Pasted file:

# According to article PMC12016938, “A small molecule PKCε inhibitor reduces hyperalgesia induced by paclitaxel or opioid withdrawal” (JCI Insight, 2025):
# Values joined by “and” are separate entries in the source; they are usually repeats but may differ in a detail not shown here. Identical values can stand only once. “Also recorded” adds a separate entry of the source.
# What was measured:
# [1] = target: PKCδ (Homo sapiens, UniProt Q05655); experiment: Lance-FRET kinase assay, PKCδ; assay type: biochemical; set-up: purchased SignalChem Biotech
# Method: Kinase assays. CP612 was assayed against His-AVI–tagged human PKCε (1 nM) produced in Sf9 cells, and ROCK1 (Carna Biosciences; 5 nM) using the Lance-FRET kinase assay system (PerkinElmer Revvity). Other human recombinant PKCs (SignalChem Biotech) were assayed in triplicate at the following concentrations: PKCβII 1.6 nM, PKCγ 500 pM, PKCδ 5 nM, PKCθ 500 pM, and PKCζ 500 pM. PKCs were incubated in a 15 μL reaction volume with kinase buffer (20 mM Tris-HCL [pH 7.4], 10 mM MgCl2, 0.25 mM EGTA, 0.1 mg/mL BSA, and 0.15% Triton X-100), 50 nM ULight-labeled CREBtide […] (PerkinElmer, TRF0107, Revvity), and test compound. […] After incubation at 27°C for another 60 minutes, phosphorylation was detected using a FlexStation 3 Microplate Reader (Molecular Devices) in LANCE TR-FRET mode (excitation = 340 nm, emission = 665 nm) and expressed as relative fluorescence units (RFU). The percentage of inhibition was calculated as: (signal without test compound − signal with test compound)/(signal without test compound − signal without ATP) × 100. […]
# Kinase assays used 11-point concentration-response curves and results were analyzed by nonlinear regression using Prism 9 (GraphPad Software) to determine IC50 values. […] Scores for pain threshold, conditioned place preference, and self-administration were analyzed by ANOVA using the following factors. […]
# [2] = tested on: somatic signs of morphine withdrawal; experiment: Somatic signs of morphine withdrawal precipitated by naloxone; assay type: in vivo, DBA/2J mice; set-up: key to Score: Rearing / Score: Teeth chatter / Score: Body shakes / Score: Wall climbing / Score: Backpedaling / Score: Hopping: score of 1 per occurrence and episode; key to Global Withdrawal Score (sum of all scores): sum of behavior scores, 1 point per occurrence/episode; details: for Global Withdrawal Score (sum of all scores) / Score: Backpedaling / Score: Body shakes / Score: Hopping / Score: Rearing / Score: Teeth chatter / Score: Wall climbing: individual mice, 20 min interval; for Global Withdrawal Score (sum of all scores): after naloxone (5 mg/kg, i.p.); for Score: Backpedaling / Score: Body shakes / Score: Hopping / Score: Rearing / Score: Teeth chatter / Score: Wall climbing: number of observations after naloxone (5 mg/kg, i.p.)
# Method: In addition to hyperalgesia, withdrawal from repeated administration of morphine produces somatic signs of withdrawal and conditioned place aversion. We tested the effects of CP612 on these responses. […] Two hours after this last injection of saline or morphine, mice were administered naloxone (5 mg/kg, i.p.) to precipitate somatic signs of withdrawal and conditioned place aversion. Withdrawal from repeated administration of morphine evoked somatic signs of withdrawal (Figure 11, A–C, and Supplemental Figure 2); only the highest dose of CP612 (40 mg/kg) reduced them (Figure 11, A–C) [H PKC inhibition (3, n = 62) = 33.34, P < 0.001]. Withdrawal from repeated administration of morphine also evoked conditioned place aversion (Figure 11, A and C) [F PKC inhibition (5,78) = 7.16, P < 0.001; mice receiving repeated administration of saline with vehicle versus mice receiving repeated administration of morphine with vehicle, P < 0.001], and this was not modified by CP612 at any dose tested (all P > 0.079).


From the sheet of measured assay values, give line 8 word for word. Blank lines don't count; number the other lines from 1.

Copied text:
# Method: In addition to hyperalgesia, withdrawal from repeated administration of morphine produces somatic signs of withdrawal and conditioned place aversion. We tested the effects of CP612 on these responses. […] Two hours after this last injection of saline or morphine, mice were administered naloxone (5 mg/kg, i.p.) to precipitate somatic signs of withdrawal and conditioned place aversion. Withdrawal from repeated administration of morphine evoked somatic signs of withdrawal (Figure 11, A–C, and Supplemental Figure 2); only the highest dose of CP612 (40 mg/kg) reduced them (Figure 11, A–C) [H PKC inhibition (3, n = 62) = 33.34, P < 0.001]. Withdrawal from repeated administration of morphine also evoked conditioned place aversion (Figure 11, A and C) [F PKC inhibition (5,78) = 7.16, P < 0.001; mice receiving repeated administration of saline with vehicle versus mice receiving repeated administration of morphine with vehicle, P < 0.001], and this was not modified by CP612 at any dose tested (all P > 0.079).